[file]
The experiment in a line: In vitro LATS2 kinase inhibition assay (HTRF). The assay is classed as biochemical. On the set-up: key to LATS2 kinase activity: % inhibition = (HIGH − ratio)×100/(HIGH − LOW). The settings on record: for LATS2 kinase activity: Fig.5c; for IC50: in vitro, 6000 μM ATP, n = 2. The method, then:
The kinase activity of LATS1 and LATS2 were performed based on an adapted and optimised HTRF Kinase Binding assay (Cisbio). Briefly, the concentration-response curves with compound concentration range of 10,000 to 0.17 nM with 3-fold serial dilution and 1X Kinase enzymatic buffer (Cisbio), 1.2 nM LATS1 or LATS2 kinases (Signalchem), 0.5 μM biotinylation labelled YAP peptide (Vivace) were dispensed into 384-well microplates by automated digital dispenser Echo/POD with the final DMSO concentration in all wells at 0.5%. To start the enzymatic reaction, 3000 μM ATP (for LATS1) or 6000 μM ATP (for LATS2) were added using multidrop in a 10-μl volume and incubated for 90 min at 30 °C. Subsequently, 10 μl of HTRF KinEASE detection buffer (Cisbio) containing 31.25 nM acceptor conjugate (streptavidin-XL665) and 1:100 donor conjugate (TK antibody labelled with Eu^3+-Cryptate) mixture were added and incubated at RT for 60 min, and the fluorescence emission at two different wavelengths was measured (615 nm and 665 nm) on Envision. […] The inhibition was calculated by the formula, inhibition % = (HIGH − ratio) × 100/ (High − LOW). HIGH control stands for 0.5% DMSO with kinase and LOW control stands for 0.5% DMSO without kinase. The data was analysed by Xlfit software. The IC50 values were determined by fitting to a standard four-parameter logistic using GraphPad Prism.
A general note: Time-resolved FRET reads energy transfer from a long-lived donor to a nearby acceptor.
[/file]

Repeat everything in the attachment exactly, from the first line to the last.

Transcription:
The experiment in a line: In vitro LATS2 kinase inhibition assay (HTRF). The assay is classed as biochemical. On the set-up: key to LATS2 kinase activity: % inhibition = (HIGH − ratio)×100/(HIGH − LOW). The settings on record: for LATS2 kinase activity: Fig.5c; for IC50: in vitro, 6000 μM ATP, n = 2. The method, then:
The kinase activity of LATS1 and LATS2 were performed based on an adapted and optimised HTRF Kinase Binding assay (Cisbio). Briefly, the concentration-response curves with compound concentration range of 10,000 to 0.17 nM with 3-fold serial dilution and 1X Kinase enzymatic buffer (Cisbio), 1.2 nM LATS1 or LATS2 kinases (Signalchem), 0.5 μM biotinylation labelled YAP peptide (Vivace) were dispensed into 384-well microplates by automated digital dispenser Echo/POD with the final DMSO concentration in all wells at 0.5%. To start the enzymatic reaction, 3000 μM ATP (for LATS1) or 6000 μM ATP (for LATS2) were added using multidrop in a 10-μl volume and incubated for 90 min at 30 °C. Subsequently, 10 μl of HTRF KinEASE detection buffer (Cisbio) containing 31.25 nM acceptor conjugate (streptavidin-XL665) and 1:100 donor conjugate (TK antibody labelled with Eu^3+-Cryptate) mixture were added and incubated at RT for 60 min, and the fluorescence emission at two different wavelengths was measured (615 nm and 665 nm) on Envision. […] The inhibition was calculated by the formula, inhibition % = (HIGH − ratio) × 100/ (High − LOW). HIGH control stands for 0.5% DMSO with kinase and LOW control stands for 0.5% DMSO without kinase. The data was analysed by Xlfit software. The IC50 values were determined by fitting to a standard four-parameter logistic using GraphPad Prism.
A general note: Time-resolved FRET reads energy transfer from a long-lived donor to a nearby acceptor.